Sunday, August 24, 2008

The “Inevitable” Decline of Fiat Currency

Mises wrote that all fiat currencies eventually end in hyperinflationary events, and since this is always going to happen, he concluded that money should be based on a gold standard, which cannot be hyperinflated at policy maker's whims.

If one considers that all things eventually come to an end, that is, all nations eventually fall, and that nothing lasts forever, then I suppose it is true that the dollar will one day collapse in an inflationary spiral. But does it have to be that way? I posit that neither inflation nor hyperinflation is an economic necessity, but rather a choice made by those who regulate the supply of printed currency.

I’d like to reconsider the idea in light of the cash-inventory equivalency, where the worth of all goods for sale in an economic system equals the money supply. Previous posts have supposed that inflation results from (1) an increase of money supply; either that or (2) a decrease of the inventory of goods for sale (in other words, increasing scarcity). Either would tend to cause general price increases, and their reversal would put downward pressure on prices. Now, neither one of those conditions absolutely has to happen. Therefore, inflation need not be considered a given.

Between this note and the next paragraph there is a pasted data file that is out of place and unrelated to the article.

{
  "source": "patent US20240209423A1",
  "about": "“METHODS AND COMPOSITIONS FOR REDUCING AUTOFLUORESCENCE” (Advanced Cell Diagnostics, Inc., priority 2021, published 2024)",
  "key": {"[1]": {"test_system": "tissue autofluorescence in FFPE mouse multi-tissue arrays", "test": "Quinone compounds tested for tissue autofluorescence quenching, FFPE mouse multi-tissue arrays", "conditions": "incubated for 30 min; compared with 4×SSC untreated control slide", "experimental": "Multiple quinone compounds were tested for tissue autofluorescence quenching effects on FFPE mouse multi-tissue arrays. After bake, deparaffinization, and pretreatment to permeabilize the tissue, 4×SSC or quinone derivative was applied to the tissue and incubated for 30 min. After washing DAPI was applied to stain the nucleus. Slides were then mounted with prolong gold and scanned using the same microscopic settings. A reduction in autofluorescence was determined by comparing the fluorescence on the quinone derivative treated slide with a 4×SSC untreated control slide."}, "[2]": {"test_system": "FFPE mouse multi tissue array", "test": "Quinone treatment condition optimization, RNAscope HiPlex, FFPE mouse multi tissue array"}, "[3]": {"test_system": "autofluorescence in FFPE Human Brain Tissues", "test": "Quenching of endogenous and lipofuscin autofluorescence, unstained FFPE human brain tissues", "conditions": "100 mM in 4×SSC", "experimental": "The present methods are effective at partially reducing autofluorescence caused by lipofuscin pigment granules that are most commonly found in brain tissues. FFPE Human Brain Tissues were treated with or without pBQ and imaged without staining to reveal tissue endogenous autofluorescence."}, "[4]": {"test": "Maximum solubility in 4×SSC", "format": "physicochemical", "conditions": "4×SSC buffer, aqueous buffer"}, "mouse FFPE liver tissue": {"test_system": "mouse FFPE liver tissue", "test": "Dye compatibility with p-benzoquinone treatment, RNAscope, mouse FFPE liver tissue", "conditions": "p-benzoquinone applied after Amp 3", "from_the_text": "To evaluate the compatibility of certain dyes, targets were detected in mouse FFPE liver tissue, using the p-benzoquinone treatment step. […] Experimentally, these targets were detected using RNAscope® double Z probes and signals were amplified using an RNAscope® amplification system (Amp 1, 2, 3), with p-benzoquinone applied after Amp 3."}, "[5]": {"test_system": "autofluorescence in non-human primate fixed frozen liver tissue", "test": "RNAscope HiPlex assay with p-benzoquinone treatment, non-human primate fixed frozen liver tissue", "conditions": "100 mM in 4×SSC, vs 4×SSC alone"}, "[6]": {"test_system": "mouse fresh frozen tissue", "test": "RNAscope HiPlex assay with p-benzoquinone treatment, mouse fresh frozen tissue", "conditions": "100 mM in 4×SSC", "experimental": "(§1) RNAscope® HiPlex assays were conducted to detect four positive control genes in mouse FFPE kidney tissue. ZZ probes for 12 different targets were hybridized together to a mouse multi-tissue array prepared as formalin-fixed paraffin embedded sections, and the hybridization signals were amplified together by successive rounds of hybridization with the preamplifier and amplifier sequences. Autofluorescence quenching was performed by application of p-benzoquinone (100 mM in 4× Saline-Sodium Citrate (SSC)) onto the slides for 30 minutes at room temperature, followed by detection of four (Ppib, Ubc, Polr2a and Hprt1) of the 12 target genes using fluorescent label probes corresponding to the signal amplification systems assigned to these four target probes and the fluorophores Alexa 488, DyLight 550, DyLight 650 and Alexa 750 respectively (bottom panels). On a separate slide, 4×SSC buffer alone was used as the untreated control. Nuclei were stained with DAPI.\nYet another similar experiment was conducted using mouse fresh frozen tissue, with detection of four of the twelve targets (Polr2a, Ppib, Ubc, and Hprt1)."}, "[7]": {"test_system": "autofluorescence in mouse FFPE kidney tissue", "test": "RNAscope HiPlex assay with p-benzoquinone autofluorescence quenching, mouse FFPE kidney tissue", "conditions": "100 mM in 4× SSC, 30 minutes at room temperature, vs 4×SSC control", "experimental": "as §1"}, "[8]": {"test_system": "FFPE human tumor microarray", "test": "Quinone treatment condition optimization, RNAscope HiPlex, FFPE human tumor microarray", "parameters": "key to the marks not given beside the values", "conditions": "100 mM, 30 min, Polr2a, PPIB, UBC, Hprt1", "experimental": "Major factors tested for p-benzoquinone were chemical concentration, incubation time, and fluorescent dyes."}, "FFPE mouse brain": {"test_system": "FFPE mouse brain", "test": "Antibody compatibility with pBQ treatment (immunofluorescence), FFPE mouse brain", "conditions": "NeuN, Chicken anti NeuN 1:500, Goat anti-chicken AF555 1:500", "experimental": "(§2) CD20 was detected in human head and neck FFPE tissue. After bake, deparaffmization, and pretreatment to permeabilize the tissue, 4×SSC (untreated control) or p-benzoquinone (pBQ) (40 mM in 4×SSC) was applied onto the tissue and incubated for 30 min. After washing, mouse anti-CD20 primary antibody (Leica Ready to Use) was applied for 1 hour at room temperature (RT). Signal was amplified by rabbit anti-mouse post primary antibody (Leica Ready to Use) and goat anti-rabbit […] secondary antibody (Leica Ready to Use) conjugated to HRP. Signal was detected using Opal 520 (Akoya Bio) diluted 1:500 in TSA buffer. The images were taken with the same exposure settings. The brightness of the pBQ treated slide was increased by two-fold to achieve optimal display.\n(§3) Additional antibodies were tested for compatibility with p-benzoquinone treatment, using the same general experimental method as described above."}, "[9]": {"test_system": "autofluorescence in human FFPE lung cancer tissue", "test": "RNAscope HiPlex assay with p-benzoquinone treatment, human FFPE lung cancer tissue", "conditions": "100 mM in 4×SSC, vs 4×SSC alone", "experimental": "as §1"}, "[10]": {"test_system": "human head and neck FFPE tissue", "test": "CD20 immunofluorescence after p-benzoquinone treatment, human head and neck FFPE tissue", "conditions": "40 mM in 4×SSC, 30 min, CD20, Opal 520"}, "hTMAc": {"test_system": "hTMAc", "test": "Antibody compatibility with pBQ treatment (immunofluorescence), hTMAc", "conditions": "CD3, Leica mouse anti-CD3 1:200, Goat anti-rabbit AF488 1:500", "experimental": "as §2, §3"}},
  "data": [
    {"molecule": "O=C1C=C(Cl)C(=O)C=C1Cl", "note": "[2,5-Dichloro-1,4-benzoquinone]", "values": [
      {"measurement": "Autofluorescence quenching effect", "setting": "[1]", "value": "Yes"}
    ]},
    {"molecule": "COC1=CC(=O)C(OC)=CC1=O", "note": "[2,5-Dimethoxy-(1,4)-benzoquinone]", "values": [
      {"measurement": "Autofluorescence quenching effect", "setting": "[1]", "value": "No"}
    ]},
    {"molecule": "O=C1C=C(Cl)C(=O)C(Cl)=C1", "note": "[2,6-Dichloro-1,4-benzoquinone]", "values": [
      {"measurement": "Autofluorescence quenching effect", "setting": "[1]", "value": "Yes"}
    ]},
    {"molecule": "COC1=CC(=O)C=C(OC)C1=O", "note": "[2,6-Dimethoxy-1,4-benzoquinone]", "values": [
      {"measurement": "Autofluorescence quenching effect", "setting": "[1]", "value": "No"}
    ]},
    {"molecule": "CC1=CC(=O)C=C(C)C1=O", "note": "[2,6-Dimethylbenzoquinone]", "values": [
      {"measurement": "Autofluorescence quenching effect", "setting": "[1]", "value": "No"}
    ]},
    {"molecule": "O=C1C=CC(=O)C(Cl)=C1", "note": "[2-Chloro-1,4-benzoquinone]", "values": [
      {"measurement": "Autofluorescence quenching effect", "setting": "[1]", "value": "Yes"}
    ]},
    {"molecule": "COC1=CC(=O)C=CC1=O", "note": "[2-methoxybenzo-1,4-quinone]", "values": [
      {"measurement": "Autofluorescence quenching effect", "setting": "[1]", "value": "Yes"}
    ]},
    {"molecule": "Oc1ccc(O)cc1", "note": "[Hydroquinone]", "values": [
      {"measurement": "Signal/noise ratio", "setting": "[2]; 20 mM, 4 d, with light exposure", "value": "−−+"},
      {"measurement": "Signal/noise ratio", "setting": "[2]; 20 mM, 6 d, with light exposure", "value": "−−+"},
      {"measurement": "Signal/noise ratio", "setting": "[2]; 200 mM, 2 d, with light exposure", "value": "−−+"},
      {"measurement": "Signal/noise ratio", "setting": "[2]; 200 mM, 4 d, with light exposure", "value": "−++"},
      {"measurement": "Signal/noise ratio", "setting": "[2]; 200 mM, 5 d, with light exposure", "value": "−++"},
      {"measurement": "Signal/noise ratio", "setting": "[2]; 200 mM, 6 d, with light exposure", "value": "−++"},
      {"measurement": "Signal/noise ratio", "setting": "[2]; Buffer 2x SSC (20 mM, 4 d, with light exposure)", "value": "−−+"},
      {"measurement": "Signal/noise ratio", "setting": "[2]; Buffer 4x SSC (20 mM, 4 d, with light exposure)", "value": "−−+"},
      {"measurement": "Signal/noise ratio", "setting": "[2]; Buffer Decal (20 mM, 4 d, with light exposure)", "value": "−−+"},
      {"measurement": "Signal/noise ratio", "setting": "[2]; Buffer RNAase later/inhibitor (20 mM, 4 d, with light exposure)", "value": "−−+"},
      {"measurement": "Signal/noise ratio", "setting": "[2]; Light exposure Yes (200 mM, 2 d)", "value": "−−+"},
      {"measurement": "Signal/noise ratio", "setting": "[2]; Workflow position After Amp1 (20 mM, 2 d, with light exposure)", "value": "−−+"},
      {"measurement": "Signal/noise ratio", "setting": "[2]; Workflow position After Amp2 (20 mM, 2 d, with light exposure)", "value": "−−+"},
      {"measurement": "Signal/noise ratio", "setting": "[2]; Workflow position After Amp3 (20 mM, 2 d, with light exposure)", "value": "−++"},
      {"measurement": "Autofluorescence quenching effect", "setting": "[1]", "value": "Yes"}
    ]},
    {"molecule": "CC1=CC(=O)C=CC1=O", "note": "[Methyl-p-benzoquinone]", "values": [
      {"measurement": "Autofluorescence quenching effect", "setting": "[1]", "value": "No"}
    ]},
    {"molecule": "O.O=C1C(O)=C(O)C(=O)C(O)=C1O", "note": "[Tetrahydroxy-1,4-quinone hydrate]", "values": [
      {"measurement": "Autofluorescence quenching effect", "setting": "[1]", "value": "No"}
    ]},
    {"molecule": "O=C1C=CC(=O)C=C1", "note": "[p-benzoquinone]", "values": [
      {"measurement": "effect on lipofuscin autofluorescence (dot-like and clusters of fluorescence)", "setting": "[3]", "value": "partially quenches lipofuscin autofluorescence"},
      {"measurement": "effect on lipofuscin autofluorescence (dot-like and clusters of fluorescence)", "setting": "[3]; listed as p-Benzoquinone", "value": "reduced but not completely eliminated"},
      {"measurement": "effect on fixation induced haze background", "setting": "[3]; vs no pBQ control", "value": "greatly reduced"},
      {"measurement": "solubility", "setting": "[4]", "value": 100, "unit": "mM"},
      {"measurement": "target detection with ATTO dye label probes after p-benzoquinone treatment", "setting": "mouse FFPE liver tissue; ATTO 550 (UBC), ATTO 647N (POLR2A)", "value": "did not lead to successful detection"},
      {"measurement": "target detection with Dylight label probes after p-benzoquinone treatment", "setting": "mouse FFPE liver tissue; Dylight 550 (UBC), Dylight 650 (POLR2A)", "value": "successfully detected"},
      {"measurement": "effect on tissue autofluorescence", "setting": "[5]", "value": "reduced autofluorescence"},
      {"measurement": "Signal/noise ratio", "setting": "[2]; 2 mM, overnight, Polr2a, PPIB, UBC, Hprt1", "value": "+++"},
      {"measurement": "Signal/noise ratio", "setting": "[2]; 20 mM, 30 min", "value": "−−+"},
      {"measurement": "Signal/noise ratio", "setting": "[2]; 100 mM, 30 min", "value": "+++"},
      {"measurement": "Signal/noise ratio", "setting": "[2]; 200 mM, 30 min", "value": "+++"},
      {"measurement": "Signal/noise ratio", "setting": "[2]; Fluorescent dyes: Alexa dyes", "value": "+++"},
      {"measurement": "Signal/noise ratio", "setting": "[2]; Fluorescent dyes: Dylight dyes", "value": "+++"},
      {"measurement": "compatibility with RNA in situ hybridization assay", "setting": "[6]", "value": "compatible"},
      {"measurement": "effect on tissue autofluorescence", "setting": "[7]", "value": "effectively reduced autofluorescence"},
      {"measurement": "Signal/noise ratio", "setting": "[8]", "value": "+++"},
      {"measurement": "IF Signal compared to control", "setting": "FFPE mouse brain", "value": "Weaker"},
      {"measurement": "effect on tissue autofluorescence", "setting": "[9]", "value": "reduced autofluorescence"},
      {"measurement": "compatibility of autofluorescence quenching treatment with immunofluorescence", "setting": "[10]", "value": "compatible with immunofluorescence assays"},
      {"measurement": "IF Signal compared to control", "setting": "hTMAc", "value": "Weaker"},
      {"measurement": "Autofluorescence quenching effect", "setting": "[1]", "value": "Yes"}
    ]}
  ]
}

The amount of printed currency is under the control of those who print it. The amount of inventory is under the control of those who produce it. Either one could fluctuate over time, such that the cash to inventory ratio could either increase or decrease. Thus there is no inevitability that fiat currency has to eventually become worthless if those who produce cash wish it not to be so. Cash value could simply cycle up and down over time. (I'm leaving credit out here because its effect on money supply is temporary; it increases money supply when lent, decreases money supply when paid back, and its net effect over time is zero.)

Now, the banking industry, who regulates money supply through the Fed, does seem to prefer some inflation. Whatever reason that is would be their own, but I suspect it keeps the credit machine lubricated, and makes people more likely to take out loans because they anticipate rising prices down the road. Taking on credit to avoid higher prices later encourages borrowing, thus banks profit. But even mild inflation if held constant at say 2% will eventually follow a hyperbolic pattern skyward leading to hyperinflation.

The wealth of the banking industry comes from debt payable in U.S. dollars, and so I argue they, in taking the pathway of greatest profitability, would stop the policy of mild inflation before it reaches hyperinflationary proportions.

And so, fiat currency does not have to decline, inflation is not inevitable, nor is it the motive of those who produce currency for it to become worthless. Inflation happens only as long as it serves the interest of those who print the money. So long as the banking industry has control, hyperinflation is never in their interest.

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